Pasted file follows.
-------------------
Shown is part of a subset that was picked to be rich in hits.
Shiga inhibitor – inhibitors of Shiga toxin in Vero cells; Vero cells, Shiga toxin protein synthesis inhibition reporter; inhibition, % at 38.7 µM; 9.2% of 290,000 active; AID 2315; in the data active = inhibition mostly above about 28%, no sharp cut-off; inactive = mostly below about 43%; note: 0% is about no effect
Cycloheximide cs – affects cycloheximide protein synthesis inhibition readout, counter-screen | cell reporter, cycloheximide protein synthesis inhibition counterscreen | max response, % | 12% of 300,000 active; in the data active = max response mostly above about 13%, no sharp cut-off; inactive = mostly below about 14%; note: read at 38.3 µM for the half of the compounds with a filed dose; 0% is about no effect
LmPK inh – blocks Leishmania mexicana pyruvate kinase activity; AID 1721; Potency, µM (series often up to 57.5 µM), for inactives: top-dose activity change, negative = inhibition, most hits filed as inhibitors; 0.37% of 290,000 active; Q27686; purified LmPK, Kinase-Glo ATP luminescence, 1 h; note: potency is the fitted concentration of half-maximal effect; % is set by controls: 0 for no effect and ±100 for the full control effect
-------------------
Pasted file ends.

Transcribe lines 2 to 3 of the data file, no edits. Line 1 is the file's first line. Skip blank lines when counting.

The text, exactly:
Shiga inhibitor – inhibitors of Shiga toxin in Vero cells; Vero cells, Shiga toxin protein synthesis inhibition reporter; inhibition, % at 38.7 µM; 9.2% of 290,000 active; AID 2315; in the data active = inhibition mostly above about 28%, no sharp cut-off; inactive = mostly below about 43%; note: 0% is about no effect
Cycloheximide cs – affects cycloheximide protein synthesis inhibition readout, counter-screen | cell reporter, cycloheximide protein synthesis inhibition counterscreen | max response, % | 12% of 300,000 active; in the data active = max response mostly above about 13%, no sharp cut-off; inactive = mostly below about 14%; note: read at 38.3 µM for the half of the compounds with a filed dose; 0% is about no effect